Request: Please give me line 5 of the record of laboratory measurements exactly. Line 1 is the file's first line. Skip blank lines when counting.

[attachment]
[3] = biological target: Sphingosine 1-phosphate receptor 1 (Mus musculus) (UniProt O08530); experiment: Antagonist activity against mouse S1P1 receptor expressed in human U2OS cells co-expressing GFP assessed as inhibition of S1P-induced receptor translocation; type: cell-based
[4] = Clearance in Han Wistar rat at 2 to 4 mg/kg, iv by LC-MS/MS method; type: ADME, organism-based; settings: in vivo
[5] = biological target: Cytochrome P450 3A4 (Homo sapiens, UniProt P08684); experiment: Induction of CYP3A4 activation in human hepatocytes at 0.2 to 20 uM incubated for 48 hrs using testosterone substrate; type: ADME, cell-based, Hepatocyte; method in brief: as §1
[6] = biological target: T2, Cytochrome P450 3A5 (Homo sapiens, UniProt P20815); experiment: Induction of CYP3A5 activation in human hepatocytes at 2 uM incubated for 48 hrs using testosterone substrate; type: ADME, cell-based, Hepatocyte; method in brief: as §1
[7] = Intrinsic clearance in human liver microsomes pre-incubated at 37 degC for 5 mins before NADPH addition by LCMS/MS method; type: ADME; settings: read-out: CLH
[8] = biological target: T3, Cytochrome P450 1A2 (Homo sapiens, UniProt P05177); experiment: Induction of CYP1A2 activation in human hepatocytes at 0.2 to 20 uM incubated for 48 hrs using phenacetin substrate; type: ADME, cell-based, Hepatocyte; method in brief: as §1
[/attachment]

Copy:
[7] = Intrinsic clearance in human liver microsomes pre-incubated at 37 degC for 5 mins before NADPH addition by LCMS/MS method; type: ADME; settings: read-out: CLH